A contextualized and critical reading of the origin and evolution of China's rural land takings law.
Description based upon print version of record. Includes index.
Formatted Contents Note
Cover; Half-title page; Title page; Copyright page; Dedication; Contents; List of Figures; List of Tables; Acknowledgments; List of Abbreviations; 1 Introduction; 1.1 Defining Land Taking in China; 1.2 Massive Rural Land Expropriation in Contemporary China; 1.3 Making Sense of China's Rural Land Expropriation Law; 1.4 Transition Paradigm; 1.5 Theme, Thesis and Structure of the Book; 2 A Broken Constitutional Promise: Diagnoses and Prescriptions; 2.1 Public Interest Prerequisite: Triple Challenge; 2.2 Expropriation Compensation: Unjust and Unfair. 2.3 Prescriptions: Toward the Chinese Fifth Amendment3 Limited Reform: Symptoms and Causes; 3.1 Reform and Its Limitations; 3.2 Land Finance as the Explanation; 4 Original Constitutional Takings Clause: Origin, Meaning and Purpose; 4.1 Origin of Original Constitutional Takings Clause; 4.2 Parsing the Original Constitutional Takings Clause; 4.3 Purpose of Original Constitutional Takings Clause; 4.4 The Transition Paradigm Reconsidered; 5 Theoretical Foundations of Land Takings Power: Competing Traditions and Common Legacy; 5.1 Land Nationalization: A Tale of Two Traditions. 5.2 Land Expropriation: From Classical Liberalism to Socialized Property5.3 Common Legacy of Competing Theories; 6 The 1982 Constitutional Takings Clause Re-examined: New Wine in an Old Bottle; 6.1 "Urban Land Is Owned by the State": A Reinterpretation; 6.2 Forbidding Voluntary Land Transaction; 6.3 Rational Use of Land; 6.4 Parsing the 1982 Takings Clause: Nature and Purpose; 7 Rural Land Expropriation Law in the Reform Era: A Story of Continuity; 7.1 Structural Continuity; 7.2 Functional Continuity; 7.3 Normative Continuity; 7.4 Foundational Continuity. 7.5 Persistent Non-justiciability of Expropriation Decisions8 Conclusion; 8.1 Taking Stock; 8.2 Doing Away with the Transition Paradigm; 8.3 Making Sense of the Rise of the Transition Paradigm; 8.4 An Immanent Critique; 8.5 Looking Ahead; Appendix 1; Appendix 2; Index.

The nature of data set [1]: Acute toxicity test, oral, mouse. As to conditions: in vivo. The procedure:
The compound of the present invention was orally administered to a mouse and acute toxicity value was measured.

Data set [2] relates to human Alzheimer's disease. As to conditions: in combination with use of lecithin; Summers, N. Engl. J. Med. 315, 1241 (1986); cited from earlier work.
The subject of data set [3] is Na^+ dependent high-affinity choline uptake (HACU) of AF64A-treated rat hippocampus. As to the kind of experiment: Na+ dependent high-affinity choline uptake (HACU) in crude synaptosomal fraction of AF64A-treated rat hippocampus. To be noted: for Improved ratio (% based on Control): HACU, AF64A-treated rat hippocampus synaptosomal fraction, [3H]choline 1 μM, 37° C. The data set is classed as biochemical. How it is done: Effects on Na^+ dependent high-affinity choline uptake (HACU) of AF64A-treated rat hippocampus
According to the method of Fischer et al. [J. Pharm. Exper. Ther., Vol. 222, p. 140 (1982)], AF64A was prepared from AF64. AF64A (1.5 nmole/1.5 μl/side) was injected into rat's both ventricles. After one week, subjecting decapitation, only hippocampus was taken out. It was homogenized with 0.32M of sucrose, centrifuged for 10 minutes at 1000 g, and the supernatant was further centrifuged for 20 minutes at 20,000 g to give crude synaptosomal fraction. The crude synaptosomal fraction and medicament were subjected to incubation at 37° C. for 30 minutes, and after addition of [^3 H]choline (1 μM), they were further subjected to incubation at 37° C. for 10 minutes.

Digital File Characteristics
Available in Other Form
Print version: Peng, Chun, (Law teacher). Rural land takings law in modern China. New York, NY : Cambridge University Press, 2017